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DBL%20Hendrix%20small.png College chemistry, 1983

Derek Lowe The 2002 Model

Dbl%20new%20portrait%20B%26W.png After 10 years of blogging. . .

Derek Lowe, an Arkansan by birth, got his BA from Hendrix College and his PhD in organic chemistry from Duke before spending time in Germany on a Humboldt Fellowship on his post-doc. He's worked for several major pharmaceutical companies since 1989 on drug discovery projects against schizophrenia, Alzheimer's, diabetes, osteoporosis and other diseases. To contact Derek email him directly: Twitter: Dereklowe

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July 28, 2002

Our Buddies at the FDA

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Posted by Derek

Another question I've had posed to me is whether the FDA standards for drug approval are too tight (no one who writes to me seems to worry that they might be too loose, although you can find groups who'd argue just that.)

Overall, I don't think so. There are really two sets of standards, for safety and for efficacy, and neither are really set in stone. From drug to drug and disease to disease, things can slide around - which is how it should be. Safety is an open-ended problem that has to be addressed by closed-ended regulatory solutions, and as time goes one, the bar is raised. We know a lot more that we used to about, say, QT-interval prolongation as a cardiac side effect, and that means that we have to test for it instead of crossing our fingers. If this weren't getting harder, neither the drug companies nor the FDA would be doing their jobs.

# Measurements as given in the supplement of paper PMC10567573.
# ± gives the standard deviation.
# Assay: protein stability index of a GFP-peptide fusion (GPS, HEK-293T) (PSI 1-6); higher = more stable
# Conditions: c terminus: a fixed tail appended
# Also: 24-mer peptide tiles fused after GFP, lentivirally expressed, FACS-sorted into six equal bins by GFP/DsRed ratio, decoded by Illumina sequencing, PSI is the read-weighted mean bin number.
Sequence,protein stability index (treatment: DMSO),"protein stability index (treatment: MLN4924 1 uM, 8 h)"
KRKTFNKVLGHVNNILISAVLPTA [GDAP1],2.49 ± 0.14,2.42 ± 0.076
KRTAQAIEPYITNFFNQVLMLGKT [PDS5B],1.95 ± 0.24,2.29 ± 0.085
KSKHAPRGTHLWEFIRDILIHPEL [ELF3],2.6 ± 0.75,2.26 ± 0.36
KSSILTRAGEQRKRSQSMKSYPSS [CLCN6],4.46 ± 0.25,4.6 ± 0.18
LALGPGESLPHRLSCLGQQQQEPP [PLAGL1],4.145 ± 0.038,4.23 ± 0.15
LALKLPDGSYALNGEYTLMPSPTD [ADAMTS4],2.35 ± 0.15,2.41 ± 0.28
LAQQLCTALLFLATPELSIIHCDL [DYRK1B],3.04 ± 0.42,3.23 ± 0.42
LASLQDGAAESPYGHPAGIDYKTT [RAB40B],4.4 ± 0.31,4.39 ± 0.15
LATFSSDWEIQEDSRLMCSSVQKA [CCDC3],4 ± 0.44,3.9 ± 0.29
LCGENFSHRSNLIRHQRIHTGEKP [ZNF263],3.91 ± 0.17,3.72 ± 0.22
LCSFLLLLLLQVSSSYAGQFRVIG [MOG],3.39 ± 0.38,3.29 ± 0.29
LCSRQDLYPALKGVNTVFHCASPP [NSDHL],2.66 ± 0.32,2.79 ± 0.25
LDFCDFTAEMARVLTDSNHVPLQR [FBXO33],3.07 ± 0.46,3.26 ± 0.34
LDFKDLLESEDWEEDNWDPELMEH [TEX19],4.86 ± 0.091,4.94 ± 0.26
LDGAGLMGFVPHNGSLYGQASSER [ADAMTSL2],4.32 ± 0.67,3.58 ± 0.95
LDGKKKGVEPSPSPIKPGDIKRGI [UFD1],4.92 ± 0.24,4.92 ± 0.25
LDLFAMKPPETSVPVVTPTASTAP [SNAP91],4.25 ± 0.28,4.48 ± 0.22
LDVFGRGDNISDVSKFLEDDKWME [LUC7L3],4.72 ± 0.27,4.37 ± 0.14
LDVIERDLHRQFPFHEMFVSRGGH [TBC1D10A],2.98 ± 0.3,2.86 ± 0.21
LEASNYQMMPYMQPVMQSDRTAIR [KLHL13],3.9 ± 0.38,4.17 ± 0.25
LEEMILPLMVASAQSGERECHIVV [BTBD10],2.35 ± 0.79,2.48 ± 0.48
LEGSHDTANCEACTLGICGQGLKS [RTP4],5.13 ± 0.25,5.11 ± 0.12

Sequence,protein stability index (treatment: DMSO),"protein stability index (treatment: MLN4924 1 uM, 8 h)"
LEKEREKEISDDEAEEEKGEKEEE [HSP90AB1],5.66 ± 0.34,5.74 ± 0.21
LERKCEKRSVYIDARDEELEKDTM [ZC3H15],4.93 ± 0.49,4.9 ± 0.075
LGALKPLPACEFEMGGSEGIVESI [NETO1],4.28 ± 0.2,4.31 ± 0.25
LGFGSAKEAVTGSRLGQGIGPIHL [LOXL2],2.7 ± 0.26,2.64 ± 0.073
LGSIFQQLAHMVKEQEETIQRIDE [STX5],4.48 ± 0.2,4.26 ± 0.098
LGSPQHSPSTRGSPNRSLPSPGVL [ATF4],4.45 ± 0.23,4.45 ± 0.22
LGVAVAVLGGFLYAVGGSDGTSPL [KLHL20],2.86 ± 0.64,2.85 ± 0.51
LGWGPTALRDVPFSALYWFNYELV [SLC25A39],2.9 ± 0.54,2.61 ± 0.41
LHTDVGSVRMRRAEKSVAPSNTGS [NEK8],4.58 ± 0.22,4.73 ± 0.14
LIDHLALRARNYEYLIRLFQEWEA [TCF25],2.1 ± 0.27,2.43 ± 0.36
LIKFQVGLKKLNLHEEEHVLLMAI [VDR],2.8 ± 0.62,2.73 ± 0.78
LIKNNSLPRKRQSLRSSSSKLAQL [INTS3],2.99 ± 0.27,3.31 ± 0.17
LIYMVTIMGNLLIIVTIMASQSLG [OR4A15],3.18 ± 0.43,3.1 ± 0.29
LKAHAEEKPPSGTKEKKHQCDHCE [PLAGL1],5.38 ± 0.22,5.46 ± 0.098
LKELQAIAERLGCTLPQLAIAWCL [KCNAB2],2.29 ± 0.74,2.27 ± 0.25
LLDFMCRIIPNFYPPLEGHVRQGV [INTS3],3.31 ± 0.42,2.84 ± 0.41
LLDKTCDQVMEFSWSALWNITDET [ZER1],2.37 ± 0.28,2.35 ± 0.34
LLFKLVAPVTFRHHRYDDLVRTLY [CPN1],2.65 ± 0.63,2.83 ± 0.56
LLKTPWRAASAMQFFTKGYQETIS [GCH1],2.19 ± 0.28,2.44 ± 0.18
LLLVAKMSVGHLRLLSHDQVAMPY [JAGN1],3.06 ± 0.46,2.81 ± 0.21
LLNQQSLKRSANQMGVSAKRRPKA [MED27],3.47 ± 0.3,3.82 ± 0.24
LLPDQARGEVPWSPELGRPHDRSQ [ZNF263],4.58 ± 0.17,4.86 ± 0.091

As for efficacy, I see the suggestion every so often that this requirement be done away with. I'm firmly opposed to that idea. It would open the door to even more Miraculous Herbal Tonics than we have already - all you'd need to do to get past the safety requirement is make sure your snake-oil doesn't have anything active in it. Honestly, you'd have people springing up selling powdered drink mix at $5 the glass to cleanse your liver, grow new hair, and make your genitalia go out in the morning and fetch the newspaper. What? You say we have that already? Well, now they'd be "FDA-approved" on top of it.

No, I'm all for making companies show that their drugs actually do something. In fact, I'm all for making sure that any medicine entering a served market is tested head-to-head with the competition. Of course, this is often mandated already. And companies often do it themselves so they'll have an edge in marketing - exceptwhen it's a patent extension of one of their own drugs. As I mentioned a while back, I'd make Astra-Zeneca test Nexium against Prilosec, for example, and we'd see who's fooling whom.

There's no doubt that the FDA's gotten pickier in the last couple of years, and all of us in the industry are feeling it. But it hasn't gotten to the point where I think they're stepping over the line.

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